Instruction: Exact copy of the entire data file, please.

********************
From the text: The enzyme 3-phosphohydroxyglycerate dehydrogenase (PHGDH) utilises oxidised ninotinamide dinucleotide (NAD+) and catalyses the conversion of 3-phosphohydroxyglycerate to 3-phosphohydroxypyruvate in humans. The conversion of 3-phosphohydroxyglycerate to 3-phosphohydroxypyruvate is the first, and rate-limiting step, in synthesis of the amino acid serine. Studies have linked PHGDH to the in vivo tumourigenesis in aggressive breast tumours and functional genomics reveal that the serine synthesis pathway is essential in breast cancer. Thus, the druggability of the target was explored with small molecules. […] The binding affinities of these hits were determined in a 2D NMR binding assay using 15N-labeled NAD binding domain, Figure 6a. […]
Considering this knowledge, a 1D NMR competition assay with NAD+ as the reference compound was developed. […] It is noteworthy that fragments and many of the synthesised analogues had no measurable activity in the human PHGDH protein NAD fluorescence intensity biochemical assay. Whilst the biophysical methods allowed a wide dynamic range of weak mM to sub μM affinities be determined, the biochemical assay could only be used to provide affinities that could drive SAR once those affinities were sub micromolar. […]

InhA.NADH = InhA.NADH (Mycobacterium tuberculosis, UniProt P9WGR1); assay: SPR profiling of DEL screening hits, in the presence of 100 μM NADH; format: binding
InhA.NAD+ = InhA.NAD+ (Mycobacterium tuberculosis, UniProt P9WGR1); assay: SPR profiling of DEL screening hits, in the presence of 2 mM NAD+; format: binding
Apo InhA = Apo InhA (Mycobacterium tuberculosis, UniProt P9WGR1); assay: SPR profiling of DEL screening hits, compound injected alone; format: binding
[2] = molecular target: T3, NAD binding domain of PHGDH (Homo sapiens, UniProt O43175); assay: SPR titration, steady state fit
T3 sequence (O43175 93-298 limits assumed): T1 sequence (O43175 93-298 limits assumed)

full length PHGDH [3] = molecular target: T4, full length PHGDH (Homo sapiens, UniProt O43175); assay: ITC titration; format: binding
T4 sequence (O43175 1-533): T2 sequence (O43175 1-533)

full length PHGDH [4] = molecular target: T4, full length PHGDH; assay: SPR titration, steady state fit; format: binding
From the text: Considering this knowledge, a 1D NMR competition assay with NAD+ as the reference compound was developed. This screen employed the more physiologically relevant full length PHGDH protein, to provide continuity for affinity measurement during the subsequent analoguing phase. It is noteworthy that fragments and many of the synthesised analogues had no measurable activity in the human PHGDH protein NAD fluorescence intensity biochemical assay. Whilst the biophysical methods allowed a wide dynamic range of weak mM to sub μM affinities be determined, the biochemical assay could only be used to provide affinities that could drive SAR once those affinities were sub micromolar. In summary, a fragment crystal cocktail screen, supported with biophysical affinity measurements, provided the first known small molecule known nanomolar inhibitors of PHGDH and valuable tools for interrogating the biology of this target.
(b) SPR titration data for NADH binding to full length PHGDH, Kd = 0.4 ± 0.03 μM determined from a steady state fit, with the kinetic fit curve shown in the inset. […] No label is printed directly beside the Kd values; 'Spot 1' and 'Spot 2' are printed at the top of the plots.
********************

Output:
From the text: The enzyme 3-phosphohydroxyglycerate dehydrogenase (PHGDH) utilises oxidised ninotinamide dinucleotide (NAD+) and catalyses the conversion of 3-phosphohydroxyglycerate to 3-phosphohydroxypyruvate in humans. The conversion of 3-phosphohydroxyglycerate to 3-phosphohydroxypyruvate is the first, and rate-limiting step, in synthesis of the amino acid serine. Studies have linked PHGDH to the in vivo tumourigenesis in aggressive breast tumours and functional genomics reveal that the serine synthesis pathway is essential in breast cancer. Thus, the druggability of the target was explored with small molecules. […] The binding affinities of these hits were determined in a 2D NMR binding assay using 15N-labeled NAD binding domain, Figure 6a. […]
Considering this knowledge, a 1D NMR competition assay with NAD+ as the reference compound was developed. […] It is noteworthy that fragments and many of the synthesised analogues had no measurable activity in the human PHGDH protein NAD fluorescence intensity biochemical assay. Whilst the biophysical methods allowed a wide dynamic range of weak mM to sub μM affinities be determined, the biochemical assay could only be used to provide affinities that could drive SAR once those affinities were sub micromolar. […]

InhA.NADH = InhA.NADH (Mycobacterium tuberculosis, UniProt P9WGR1); assay: SPR profiling of DEL screening hits, in the presence of 100 μM NADH; format: binding
InhA.NAD+ = InhA.NAD+ (Mycobacterium tuberculosis, UniProt P9WGR1); assay: SPR profiling of DEL screening hits, in the presence of 2 mM NAD+; format: binding
Apo InhA = Apo InhA (Mycobacterium tuberculosis, UniProt P9WGR1); assay: SPR profiling of DEL screening hits, compound injected alone; format: binding
[2] = molecular target: T3, NAD binding domain of PHGDH (Homo sapiens, UniProt O43175); assay: SPR titration, steady state fit
T3 sequence (O43175 93-298 limits assumed): T1 sequence (O43175 93-298 limits assumed)

full length PHGDH [3] = molecular target: T4, full length PHGDH (Homo sapiens, UniProt O43175); assay: ITC titration; format: binding
T4 sequence (O43175 1-533): T2 sequence (O43175 1-533)

full length PHGDH [4] = molecular target: T4, full length PHGDH; assay: SPR titration, steady state fit; format: binding
From the text: Considering this knowledge, a 1D NMR competition assay with NAD+ as the reference compound was developed. This screen employed the more physiologically relevant full length PHGDH protein, to provide continuity for affinity measurement during the subsequent analoguing phase. It is noteworthy that fragments and many of the synthesised analogues had no measurable activity in the human PHGDH protein NAD fluorescence intensity biochemical assay. Whilst the biophysical methods allowed a wide dynamic range of weak mM to sub μM affinities be determined, the biochemical assay could only be used to provide affinities that could drive SAR once those affinities were sub micromolar. In summary, a fragment crystal cocktail screen, supported with biophysical affinity measurements, provided the first known small molecule known nanomolar inhibitors of PHGDH and valuable tools for interrogating the biology of this target.
(b) SPR titration data for NADH binding to full length PHGDH, Kd = 0.4 ± 0.03 μM determined from a steady state fit, with the kinetic fit curve shown in the inset. […] No label is printed directly beside the Kd values; 'Spot 1' and 'Spot 2' are printed at the top of the plots.